Any effort at standardization or cultural universalism through reduction of multiplicity could give the impression of limitation on the cultural alternatives available to a country. After independence, the committees and commissions on the reorganization of states focused on four basic principles of administrative convenience: language, culture, development, and unity. The principle of reorganization of States on linguistic basis has over the years given rise to various political movements.
The linguistic and cultural identity is a strong unifying force behind these movements.
The dominance of the so-called major regional or official language and non-implementation of the recommendation for the protection of rights of linguistic minorities are primarily responsible for rise of political movements on linguistic basis. Tribal languages The Census of India lists 96 non-scheduled languages which include 90 tribal languages. Most of these languages are non-literate languages. During the British period the missionaries translated Bible and other religious texts in tribal languages using Roman script.
After independence of the country, some tribal languages were written in regional or state scripts. Now various revealed scripts, discovered scripts and constructed scripts are proposed for some of these languages. It is important to save the tribal languages from extinction.
There are others with less number of speakers which are labeled as endangered languages. For example, in the tribal languages of the Andaman and Nicober Islands, Andanamese has just 43 speakers, Onge 95, Shompen , Jarwa and no reliable information is available for Sentanalese.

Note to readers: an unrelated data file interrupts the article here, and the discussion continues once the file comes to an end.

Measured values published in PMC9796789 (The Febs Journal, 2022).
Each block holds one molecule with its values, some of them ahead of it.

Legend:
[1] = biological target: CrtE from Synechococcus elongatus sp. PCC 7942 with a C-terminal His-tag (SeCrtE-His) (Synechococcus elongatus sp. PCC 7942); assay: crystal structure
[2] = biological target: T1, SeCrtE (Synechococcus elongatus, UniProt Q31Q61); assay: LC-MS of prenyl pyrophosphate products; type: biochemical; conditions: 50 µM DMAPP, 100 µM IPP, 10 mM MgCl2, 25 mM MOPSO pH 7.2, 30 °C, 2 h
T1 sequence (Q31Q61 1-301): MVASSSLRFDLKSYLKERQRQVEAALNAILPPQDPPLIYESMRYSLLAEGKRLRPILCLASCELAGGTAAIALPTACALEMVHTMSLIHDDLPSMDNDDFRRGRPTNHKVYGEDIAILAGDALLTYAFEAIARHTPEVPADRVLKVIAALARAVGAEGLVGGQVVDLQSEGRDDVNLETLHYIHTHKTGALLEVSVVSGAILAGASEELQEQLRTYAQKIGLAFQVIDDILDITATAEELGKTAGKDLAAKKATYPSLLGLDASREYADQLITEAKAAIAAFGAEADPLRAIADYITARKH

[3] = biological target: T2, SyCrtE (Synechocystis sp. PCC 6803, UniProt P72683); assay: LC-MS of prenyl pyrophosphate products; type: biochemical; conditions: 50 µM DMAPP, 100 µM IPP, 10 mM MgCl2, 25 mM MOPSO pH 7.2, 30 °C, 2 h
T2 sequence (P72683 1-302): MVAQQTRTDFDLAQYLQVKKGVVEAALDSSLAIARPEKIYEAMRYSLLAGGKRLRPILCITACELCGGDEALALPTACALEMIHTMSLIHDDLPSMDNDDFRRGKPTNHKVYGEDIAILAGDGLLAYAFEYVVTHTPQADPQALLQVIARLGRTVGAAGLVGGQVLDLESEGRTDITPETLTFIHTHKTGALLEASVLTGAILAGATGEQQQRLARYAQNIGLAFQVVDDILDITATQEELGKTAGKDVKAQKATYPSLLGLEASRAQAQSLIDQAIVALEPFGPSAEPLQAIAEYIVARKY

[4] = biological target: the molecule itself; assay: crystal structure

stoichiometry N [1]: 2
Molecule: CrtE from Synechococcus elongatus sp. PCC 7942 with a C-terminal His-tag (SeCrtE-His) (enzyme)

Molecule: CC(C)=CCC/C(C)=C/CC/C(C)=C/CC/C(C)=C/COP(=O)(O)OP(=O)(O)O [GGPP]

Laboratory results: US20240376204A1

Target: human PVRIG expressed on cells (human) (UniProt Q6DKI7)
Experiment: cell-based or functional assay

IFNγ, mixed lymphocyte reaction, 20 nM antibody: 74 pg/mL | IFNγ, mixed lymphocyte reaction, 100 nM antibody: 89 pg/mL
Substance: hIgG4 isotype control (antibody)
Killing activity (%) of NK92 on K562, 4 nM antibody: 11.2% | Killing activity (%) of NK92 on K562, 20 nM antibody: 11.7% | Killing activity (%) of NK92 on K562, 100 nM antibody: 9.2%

They are biologically endangered. This would inevitably lead to its death in due course, unless the language gets revitalised as a result of new circumstances or successful application for some efforts maintaining it. Every tribal language clearly exhibits all the native wisdom of the ethnic community that it has gathered through ages and its unique world view which the community has evolved. This is preserved in the linguistic tradition they inherit.
The development of tribal languages necessitates their use in different domains such as administration, education and mass media. The steps taken up so far do help in maintaining the ethos of multilingualism across the country. The language planning has to be a continuous process and it has to adopt a holistic approach in resolving problems at different levels.
The Constitution of India provides adequate safeguards for the preservation of linguistic and cultural identities. Steps Taken Towards National Integration After attains independence, the Government of India has taken various steps towards the national integration.
Some significant steps taken in this direction are mentioned below. All-India services All-India services have played a very important role in promoting the unity of India and nationhood in which the national resources and talent in administration is used in the development and protection of different regions and states.